The Mysticism of ‘Social Justice’

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If there were a Hall of Fame for political rhetoric, the phrase “social justice” would deserve a prominent place there. It has the prime virtue of political catchwords: It means many different things to many different people.

In other words, if you are a politician, you can get lots of people, with different concrete ideas, to agree with you when you come out boldly for the vague generality of “social justice.”

Justice Oliver Wendell Holmes said that a good catchword can stop thought for 50 years. The phrase “social justice” has stopped many people from thinking, for at least a century — and counting.

If someone told you that Country A had more “social justice” than Country B, and you had all the statistics in the world available to you, how would you go about determining whether Country A or Country B had more “social justice”? In short, what does the phrase mean in practice — if it has any concrete meaning?

In political and ideological discussions, the issue is usually whether there is some social injustice. Even if we can agree that there is some injustice, what makes it social?

Surely most of us are repelled by the thought that some people are born into dire poverty, while others are born into extravagant luxury — each through no fault of their own and no virtue of their own. If this is an injustice, does that make it social?

The baby born into dire poverty might belong to a family in Bangladesh, and the one born to extravagant luxury might belong to a family in America. Whose fault is this disparity or injustice? Is there some specific society that caused this? Or is it just one of those things in the world that we wish was very different?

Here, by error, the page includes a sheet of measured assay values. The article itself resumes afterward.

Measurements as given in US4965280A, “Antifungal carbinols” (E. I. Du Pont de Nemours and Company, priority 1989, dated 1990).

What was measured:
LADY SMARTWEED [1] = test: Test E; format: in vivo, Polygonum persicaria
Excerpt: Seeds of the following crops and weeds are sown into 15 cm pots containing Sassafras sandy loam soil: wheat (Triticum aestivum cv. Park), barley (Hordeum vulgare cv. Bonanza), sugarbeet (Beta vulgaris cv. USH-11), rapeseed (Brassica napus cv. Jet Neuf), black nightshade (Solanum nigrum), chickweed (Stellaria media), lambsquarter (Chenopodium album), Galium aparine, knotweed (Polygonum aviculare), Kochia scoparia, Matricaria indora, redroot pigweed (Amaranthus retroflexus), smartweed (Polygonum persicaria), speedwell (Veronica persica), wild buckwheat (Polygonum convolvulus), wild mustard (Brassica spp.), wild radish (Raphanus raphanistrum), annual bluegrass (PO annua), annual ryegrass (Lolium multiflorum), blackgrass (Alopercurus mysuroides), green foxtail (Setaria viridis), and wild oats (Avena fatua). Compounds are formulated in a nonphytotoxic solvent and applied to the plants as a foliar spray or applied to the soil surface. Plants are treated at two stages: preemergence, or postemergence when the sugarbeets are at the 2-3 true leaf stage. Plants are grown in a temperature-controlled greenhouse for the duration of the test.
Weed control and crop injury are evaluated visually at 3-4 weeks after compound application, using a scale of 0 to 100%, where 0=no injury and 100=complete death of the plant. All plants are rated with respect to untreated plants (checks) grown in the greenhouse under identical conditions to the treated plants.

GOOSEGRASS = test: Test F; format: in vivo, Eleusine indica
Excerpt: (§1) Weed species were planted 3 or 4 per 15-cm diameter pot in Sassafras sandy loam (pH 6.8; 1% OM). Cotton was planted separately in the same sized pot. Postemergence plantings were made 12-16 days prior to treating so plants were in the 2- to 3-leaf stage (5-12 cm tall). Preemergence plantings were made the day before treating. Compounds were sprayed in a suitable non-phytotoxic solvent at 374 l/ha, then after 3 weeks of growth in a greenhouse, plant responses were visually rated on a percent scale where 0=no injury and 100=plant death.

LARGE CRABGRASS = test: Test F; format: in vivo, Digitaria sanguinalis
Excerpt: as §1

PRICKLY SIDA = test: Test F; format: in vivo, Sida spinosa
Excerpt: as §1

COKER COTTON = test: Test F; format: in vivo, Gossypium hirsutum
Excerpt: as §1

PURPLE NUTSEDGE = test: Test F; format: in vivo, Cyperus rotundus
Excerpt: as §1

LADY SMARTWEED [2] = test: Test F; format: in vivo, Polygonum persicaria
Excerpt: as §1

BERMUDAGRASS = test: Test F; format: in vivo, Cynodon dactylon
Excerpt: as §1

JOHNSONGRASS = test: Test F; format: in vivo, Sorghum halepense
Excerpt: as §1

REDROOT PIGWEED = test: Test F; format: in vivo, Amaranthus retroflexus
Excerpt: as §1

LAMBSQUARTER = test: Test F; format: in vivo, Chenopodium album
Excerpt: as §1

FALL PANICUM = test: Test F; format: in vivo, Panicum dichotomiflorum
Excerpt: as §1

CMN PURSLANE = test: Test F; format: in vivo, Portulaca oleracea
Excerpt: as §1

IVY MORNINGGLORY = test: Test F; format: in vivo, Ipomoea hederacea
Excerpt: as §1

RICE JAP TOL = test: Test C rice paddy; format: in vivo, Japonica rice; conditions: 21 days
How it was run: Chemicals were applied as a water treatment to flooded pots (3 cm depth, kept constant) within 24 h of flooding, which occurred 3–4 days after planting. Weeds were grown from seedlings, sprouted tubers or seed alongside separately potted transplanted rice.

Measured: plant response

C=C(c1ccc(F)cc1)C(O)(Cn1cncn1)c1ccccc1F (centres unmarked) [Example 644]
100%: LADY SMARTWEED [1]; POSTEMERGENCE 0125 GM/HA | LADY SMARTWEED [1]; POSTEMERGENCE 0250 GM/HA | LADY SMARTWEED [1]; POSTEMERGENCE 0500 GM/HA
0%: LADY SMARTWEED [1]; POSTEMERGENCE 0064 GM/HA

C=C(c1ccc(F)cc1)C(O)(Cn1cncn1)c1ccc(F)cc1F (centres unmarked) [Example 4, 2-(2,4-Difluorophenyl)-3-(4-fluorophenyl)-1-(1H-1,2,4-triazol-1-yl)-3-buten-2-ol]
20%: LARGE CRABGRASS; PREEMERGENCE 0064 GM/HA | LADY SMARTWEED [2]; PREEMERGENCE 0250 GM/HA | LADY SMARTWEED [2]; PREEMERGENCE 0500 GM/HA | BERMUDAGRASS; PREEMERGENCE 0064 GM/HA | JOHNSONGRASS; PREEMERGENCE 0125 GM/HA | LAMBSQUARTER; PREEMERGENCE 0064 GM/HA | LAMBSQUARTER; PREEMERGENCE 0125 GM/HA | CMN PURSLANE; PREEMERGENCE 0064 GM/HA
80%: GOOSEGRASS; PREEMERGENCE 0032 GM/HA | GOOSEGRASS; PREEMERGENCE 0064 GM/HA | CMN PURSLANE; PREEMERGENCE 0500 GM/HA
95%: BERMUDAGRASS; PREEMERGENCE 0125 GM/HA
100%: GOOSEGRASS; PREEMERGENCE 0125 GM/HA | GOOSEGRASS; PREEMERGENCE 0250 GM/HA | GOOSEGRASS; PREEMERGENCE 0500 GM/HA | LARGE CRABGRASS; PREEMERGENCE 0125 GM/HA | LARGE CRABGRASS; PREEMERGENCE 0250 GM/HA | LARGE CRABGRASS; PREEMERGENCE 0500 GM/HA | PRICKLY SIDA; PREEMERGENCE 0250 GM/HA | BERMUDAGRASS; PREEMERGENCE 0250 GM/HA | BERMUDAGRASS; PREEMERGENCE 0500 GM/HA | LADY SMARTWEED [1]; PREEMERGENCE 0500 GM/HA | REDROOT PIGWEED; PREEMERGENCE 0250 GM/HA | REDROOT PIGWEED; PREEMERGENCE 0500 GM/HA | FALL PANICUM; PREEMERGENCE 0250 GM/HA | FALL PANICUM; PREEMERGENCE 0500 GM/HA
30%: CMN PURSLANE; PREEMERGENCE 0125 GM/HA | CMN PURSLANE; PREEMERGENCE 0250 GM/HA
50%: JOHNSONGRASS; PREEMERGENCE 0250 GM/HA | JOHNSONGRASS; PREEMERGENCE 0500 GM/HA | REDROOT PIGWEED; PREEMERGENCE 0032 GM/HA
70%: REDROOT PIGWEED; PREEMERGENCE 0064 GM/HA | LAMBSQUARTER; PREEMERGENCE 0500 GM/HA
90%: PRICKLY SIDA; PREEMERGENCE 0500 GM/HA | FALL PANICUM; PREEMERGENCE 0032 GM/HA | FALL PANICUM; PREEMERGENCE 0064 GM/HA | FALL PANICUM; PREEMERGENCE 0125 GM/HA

If it is an injustice, it is unjust from some cosmic perspective, an unjust fate, rather than necessarily an unjust policy, institution or society.

Making a distinction between cosmic justice and social justice is more than just a semantic fine point. Once we recognize that there are innumerable causes of innumerable disparities, we can no longer blithely assume that either the cause or the cure can be found in the government of a particular society.

Anyone who studies geography in any depth can see that different peoples and nations never had the same exposure to the progress of the rest of the human race.

People living in isolated mountain valleys have for centuries lagged behind the progress of people living in busy ports, where both new products and new ideas constantly arrive from around the world.

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  • Anamah

    When I read Sowell and compare with Sharpton I realize is not social justice… is not the color… is not the country, is simply a difference in their quality… Eureka!!! the Reverend has something wrong, he have something rotten inside, a so morbid individual that simply explains how human nature can go. Sowell is a a joy! Like hearing Mozart! The other one… is at least unbearable…

  • Robin